Digital Platforms Design Report

Concept & Overview of Website

The concept of Frame by Frame Illusions revolves around movies, as the title is a play on how they are a series of images that are strung together to create the illusion of movement. This is both in a literal sense as it revolved around the subject matter and how most people interpret them as a quick illusion to pass the time. It is my intention to convince the user to look past that barrier of illusion through my content.

Doing this allows users to gain a new appreciation of film and look past the perspective of movies as a quick way of passing time and notice the passion behind it. A demographic of 12 to 30+ who enjoy movies can experience a variety of honest reviews, both written in-depth discussions of current or old movies and video featured articles that include a brief movie description and a hyperlink to the video uploaded to my YouTube channel. As knowing your audience is critical (Brookes & Quesenbery, 2010), the most important element is to bring new content other than just reviews, which are articles about unique film experiences I’ve attended and what they mean to me as a fan of movies and as a young adult living in Adelaide.

Visual Communication & Design

For the design of the website, I utilised a vintage look that goes with the theme of the website. Audiences would find this look distinct as it captures everything that a new user would need to know about the website based on the imagery and style. It would be appealing as it creates a “Throwback” identity for the website as it is a celebration of movies as the articles help initiate a visual message. (Brooks, 2010)

As the title alludes to a nostalgic view of movies, I integrated various methods of designing the website to communicate the concept to the audience. For example, I made the banner of the website reminiscent of a filmstrip and chose the layout of the title, a brief description and social media widgets/ home page shortcut in the individual film cells. This was done to make the colours stand out against the grey vinyl background as it is determined by the effect that this tone has upon the individual user. (De Fiore, 1988) (Refer to Figure 1).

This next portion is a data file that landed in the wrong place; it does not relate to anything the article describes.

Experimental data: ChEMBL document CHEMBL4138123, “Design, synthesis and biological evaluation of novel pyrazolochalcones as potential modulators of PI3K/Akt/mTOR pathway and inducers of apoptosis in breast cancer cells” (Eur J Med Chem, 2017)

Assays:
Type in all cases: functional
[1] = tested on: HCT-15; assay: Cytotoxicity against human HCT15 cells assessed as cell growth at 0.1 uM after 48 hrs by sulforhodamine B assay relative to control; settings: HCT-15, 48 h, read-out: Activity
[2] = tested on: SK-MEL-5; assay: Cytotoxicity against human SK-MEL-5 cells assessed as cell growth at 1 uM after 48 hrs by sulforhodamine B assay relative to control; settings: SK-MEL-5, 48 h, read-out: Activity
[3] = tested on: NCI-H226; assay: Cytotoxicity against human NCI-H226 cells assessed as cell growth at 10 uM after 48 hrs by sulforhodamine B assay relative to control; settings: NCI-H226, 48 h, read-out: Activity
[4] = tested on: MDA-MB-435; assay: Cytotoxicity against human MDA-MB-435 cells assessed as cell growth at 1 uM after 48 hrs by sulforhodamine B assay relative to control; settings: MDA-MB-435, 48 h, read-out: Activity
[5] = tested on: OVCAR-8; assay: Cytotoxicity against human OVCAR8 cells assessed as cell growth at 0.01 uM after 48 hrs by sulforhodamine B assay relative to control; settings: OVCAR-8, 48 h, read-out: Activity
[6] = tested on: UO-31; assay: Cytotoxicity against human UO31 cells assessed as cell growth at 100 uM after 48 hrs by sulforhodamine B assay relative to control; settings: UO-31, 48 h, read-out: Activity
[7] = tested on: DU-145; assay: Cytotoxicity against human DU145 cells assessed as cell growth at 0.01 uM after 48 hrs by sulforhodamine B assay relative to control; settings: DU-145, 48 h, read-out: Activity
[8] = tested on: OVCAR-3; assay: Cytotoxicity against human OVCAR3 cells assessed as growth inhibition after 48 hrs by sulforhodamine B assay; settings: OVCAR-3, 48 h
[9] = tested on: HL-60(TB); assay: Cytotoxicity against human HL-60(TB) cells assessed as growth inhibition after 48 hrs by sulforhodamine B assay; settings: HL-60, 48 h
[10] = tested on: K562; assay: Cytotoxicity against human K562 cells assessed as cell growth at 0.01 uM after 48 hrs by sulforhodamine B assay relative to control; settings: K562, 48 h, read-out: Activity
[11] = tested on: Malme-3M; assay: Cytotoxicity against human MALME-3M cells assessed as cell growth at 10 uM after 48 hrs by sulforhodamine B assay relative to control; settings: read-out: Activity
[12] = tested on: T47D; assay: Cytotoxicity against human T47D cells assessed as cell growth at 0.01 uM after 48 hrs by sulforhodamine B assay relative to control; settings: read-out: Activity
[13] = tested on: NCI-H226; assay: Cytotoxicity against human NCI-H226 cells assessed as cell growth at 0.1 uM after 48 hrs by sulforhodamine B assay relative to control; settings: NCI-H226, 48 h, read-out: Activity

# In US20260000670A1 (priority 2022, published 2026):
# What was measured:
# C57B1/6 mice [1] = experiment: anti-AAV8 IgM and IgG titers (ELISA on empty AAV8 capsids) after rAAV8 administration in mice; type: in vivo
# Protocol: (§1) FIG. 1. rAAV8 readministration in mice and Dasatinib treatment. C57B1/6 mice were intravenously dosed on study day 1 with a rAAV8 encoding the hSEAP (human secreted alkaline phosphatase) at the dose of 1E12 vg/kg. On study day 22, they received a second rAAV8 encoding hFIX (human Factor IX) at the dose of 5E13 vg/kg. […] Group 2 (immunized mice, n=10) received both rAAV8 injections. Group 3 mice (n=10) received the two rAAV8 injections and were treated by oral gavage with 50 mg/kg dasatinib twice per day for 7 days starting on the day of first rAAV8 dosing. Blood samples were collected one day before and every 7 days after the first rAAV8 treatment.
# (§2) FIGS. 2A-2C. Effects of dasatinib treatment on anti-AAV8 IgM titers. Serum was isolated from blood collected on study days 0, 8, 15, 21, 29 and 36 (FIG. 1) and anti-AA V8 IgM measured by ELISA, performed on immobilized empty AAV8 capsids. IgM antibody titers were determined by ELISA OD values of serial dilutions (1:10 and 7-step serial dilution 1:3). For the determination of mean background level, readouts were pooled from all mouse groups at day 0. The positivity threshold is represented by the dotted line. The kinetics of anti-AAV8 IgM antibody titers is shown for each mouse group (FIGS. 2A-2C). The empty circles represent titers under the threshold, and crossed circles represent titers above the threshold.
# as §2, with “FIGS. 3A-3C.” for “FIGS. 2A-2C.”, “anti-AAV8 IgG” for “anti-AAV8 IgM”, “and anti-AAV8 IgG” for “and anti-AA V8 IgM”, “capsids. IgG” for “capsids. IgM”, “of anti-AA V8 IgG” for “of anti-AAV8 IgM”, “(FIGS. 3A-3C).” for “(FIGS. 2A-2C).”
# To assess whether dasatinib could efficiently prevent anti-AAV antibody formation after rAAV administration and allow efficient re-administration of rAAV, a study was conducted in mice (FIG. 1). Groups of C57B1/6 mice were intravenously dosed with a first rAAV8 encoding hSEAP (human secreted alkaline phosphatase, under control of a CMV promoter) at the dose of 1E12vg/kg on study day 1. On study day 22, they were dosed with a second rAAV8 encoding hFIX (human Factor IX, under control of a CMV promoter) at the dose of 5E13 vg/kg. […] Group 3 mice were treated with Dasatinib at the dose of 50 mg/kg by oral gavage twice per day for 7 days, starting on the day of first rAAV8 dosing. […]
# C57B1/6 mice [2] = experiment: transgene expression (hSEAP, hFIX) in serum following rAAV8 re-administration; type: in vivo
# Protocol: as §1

Figure 1.JPG

To continue the old school look, I made the icon/ logo of the website a black Figure 2.JPGfilmstrip projector in front of the same grey vinyl type of background with the website name’s acronyms. (Refer to Figure 2). This was done to create a consistent theme, while also making the banner and icon distinct and different from each other.

Other designs for the banner included the projector making a light beam that spells out the websites details or making the icon a filmstrip cell. Based on the Gestalt principle of figure/ ground (Johnson, 2013), it was decided to make them different from each other to create a symbolic meaning behind the logo and banner to stand out in the foreground and background. As the icon is what contains the images, and once the user clicks the icon, it reveals the content through the banner, which displays the information about the website.

User Interface Design

For the layout of the website, I wanted to create a basic structure for audiences and users to understand as the idea for the website was to put more emphasis on the content (i.e. the articles) rather than the website itself, based on the concept of “User interfaces should help people remember Figure 4essential information from one moment to the other” (Jonhson, 2013). When designing the wireframe of the website (Refer to Instagram post above, or Figure 3), I wanted to utilise a homepage that featured the most recent articles and the main menu that included separate categories. The menu would include a home function, an about section, individual sections for written and video reviews, a section for original projects, and a contact page. It would also include drop down functions to categorised sections, such as a series the article is identified in or the month or year it was published. The WordPress website theme that was the closest to my ideal design was Baskerville 2, which included my desired features for the website (Refer to Figure 4).

When deciding on a layout for the articles, I referred to other websites or blogs that share a similar theme to my website and integrated the simplistic, yet familiar look that websites in that nature are known for. By using an eye-catching title, as well as a relevant picture before the article, this establishes a familiar environment. For the video articles, a hyperlink to the video on YouTube was used on the page, which allows the user the option to watch the video itself on the WordPress website rather than linking to YouTube. This creates a convenience factor for users as they can watch the video straight from the website rather than having to open a new page.

User Experience Across Digital Platforms